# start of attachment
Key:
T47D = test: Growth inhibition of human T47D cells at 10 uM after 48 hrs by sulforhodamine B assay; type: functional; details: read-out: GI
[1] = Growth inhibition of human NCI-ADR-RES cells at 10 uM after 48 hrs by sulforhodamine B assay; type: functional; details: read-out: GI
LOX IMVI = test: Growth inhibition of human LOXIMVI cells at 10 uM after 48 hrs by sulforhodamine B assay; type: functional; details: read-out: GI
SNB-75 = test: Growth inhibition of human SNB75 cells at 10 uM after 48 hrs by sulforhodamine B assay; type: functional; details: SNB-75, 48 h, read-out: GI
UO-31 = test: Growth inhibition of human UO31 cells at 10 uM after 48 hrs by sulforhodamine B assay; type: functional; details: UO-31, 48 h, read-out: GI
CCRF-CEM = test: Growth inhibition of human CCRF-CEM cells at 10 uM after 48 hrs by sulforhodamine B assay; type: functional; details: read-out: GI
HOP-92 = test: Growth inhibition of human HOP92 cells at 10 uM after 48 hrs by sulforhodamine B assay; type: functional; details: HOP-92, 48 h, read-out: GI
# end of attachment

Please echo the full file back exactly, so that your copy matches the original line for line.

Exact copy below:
Key:
T47D = test: Growth inhibition of human T47D cells at 10 uM after 48 hrs by sulforhodamine B assay; type: functional; details: read-out: GI
[1] = Growth inhibition of human NCI-ADR-RES cells at 10 uM after 48 hrs by sulforhodamine B assay; type: functional; details: read-out: GI
LOX IMVI = test: Growth inhibition of human LOXIMVI cells at 10 uM after 48 hrs by sulforhodamine B assay; type: functional; details: read-out: GI
SNB-75 = test: Growth inhibition of human SNB75 cells at 10 uM after 48 hrs by sulforhodamine B assay; type: functional; details: SNB-75, 48 h, read-out: GI
UO-31 = test: Growth inhibition of human UO31 cells at 10 uM after 48 hrs by sulforhodamine B assay; type: functional; details: UO-31, 48 h, read-out: GI
CCRF-CEM = test: Growth inhibition of human CCRF-CEM cells at 10 uM after 48 hrs by sulforhodamine B assay; type: functional; details: read-out: GI
HOP-92 = test: Growth inhibition of human HOP92 cells at 10 uM after 48 hrs by sulforhodamine B assay; type: functional; details: HOP-92, 48 h, read-out: GI